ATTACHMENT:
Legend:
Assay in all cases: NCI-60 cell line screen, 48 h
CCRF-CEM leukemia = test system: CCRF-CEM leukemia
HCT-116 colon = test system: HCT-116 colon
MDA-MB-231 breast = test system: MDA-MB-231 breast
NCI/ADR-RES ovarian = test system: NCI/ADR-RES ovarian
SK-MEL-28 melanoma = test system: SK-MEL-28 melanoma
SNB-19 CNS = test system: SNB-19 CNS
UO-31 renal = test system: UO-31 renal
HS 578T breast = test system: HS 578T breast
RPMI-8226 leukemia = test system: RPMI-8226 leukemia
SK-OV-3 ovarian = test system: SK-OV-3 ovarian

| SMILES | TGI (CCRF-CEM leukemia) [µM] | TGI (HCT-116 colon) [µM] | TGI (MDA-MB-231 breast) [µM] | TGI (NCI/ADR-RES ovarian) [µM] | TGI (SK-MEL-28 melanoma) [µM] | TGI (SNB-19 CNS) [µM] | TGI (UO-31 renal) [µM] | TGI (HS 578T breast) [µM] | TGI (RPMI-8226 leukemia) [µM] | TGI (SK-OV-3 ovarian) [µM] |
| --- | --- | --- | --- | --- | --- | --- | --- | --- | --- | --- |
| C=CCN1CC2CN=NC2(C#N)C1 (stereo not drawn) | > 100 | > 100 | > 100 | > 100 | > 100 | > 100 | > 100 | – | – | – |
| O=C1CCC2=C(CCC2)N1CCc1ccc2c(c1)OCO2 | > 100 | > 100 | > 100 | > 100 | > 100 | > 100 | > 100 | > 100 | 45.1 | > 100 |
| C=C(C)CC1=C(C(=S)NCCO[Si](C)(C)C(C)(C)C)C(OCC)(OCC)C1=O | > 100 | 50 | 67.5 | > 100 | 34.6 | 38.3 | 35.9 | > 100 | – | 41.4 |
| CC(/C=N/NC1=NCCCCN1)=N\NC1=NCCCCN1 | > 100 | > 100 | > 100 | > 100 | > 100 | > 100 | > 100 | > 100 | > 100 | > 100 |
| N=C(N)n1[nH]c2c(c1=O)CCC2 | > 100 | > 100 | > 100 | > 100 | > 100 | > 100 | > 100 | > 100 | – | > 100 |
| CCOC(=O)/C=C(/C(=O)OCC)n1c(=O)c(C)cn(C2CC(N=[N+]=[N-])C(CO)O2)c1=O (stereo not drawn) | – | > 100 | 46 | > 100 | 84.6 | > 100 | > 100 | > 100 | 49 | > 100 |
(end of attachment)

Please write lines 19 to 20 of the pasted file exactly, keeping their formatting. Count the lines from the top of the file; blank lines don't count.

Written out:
| N=C(N)n1[nH]c2c(c1=O)CCC2 | > 100 | > 100 | > 100 | > 100 | > 100 | > 100 | > 100 | > 100 | – | > 100 |
| CCOC(=O)/C=C(/C(=O)OCC)n1c(=O)c(C)cn(C2CC(N=[N+]=[N-])C(CO)O2)c1=O (stereo not drawn) | – | > 100 | 46 | > 100 | 84.6 | > 100 | > 100 | > 100 | 49 | > 100 |